Why Legal Lobbying means ease of minds for clients

By Wolfgang Maschek, Partner & Chair of the European Public Policy Practice at Squire Patton Boggs LLP

Law firms are becoming increasingly visible operators in the Brussels public policy market, with more and more Brussels based law firms adding a public policy dimension to their existing legal practice. Some law firms rightly put public policy and legal strategies at equal footing in order to serve client interests; others are still more traditionally focused on “lawyer first, public policy expert second”.

It is striking how intrinsically linked law and public policy are, in particular in the European Union (EU), which describes itself as “a community of law”. In fact, I often depict them as the two sides of the same coin, as opposite and evolving points on a constantly moving legislative and policy cycle. In this policy-law cycle, issues are being brought forward by stakeholders who drive the policy debate at EU level. Some of these issues then find their way into concrete EC proposals. These proposals are then being negotiated and finally adopted as new EU laws, which is when they will be implemented and applied, legally interpreted and sometimes challenged in courts. This ‘real life process’ then contributes to the next round of policy proposals and ideas by stakeholders and the law-policy cycle continues to turn. As lawyers we can support clients at all stages of this cycle, as we are familiar with the legal subtleties, related problems as well as the broader policy issues, which can make for a compelling combination when done smartly.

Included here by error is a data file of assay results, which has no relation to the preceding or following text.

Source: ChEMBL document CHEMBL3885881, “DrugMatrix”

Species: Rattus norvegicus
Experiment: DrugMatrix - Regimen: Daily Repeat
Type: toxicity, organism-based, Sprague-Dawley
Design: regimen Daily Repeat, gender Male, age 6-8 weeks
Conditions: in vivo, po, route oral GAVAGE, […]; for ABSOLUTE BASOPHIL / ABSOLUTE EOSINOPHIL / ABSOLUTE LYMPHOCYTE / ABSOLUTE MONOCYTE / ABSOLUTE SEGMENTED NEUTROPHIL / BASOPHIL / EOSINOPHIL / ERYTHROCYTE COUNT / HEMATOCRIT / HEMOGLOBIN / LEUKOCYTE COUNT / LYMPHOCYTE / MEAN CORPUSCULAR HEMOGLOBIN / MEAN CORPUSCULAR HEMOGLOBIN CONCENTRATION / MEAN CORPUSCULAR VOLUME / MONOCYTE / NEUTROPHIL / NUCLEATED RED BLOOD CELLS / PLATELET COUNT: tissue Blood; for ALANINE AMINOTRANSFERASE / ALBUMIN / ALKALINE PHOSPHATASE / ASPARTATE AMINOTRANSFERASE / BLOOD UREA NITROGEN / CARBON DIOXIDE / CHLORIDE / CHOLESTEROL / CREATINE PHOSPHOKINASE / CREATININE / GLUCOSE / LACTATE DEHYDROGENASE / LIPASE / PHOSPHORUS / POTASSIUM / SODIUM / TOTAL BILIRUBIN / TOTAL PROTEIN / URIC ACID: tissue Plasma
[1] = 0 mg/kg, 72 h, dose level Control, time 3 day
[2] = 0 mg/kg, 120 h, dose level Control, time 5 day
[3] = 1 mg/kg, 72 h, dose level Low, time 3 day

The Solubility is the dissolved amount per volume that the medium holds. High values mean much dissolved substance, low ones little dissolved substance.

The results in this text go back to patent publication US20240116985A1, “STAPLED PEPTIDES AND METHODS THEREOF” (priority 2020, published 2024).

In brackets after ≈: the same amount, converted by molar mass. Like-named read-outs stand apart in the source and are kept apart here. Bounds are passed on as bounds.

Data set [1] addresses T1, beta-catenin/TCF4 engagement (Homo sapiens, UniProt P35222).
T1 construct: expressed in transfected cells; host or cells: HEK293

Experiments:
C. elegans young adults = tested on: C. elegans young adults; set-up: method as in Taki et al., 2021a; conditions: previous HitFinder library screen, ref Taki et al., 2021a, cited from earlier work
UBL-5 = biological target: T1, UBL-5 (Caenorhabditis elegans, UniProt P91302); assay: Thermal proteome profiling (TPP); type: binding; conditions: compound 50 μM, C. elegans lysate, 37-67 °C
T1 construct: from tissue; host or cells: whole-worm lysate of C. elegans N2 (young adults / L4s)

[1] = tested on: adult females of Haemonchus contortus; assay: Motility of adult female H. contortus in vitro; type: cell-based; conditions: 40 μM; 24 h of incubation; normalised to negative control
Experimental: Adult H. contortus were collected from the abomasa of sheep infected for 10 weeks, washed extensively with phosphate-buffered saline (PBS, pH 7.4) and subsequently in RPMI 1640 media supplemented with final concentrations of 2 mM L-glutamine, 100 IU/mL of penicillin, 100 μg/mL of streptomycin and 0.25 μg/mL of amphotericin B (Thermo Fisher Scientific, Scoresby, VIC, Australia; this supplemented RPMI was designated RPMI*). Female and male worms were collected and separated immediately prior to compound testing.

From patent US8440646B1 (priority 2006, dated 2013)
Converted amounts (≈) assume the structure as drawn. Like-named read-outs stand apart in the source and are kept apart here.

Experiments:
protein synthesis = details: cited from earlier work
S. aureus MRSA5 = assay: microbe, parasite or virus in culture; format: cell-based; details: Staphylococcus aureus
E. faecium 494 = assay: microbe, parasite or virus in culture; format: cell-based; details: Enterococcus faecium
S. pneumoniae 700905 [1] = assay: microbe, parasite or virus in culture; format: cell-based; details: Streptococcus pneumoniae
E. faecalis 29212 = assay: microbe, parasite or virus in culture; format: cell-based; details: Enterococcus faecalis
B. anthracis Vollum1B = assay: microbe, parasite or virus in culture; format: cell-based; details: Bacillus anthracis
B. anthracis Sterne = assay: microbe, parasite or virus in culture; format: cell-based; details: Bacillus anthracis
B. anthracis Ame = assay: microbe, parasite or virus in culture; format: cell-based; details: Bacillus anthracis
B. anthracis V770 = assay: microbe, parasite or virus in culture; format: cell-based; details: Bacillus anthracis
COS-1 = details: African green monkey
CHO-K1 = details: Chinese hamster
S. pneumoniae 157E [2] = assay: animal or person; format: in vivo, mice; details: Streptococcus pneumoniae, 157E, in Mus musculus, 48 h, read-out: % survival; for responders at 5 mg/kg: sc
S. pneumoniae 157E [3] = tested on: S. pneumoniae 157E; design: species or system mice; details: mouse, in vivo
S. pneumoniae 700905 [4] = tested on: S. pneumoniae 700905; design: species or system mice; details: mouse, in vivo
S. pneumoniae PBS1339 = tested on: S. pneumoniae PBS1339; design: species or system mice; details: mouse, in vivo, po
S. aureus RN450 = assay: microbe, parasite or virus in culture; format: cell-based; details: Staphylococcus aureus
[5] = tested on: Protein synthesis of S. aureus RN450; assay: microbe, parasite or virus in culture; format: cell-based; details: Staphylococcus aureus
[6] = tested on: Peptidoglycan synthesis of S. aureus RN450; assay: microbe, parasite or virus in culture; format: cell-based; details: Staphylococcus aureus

It is not only important to smartly apply legal skills during the policy advocacy process at the EU level, but  also while providing the policy service as such. Just think of the new stringent EU data privacy rules (e.g. the GDPR), which have also changed the ‘rules of the game’ when it comes to providing public policy services in Brussels. As a policy service provider, and in particular from a client’s perspective, you want to avoid at any cost the reputation-eroding effects of improperly handled interactions with or about policymakers, or any other activity that puts the client – and the service provider – at risk from a data privacy perspective.

The world around us is moving faster and faster, and it is challenging for most operators to manage this increased pace and complexity of a multi-stakeholder regulatory and policy process at EU level without increasing their inherent risk profile – often unintentionally by overlooking risks.

In particular in a world which is increasingly dominated by data flows, -analytics and related risks (e.g. cybersecurity), it becomes paramount to ensure that policy services are provided in line with all applicable laws, including from a data privacy perspective. The NGO sector is actively monitoring the level of regulatory and ethical compliance of the EU public policy industry – and rightly so.

Lawyers are inherently trained to spot risks and manage them prudently, such as for instance how to conduct public policy and communication strategies in line with stringent GDPR and other rules. This helps clients avoid reputational and other risks, which can undo in days what takes years to build up in terms of connections and goodwill.

Working with public policy lawyers can therefore provide clients with additional ease of mind when operating in the fast-moving and high-stakes world of Brussels policy making.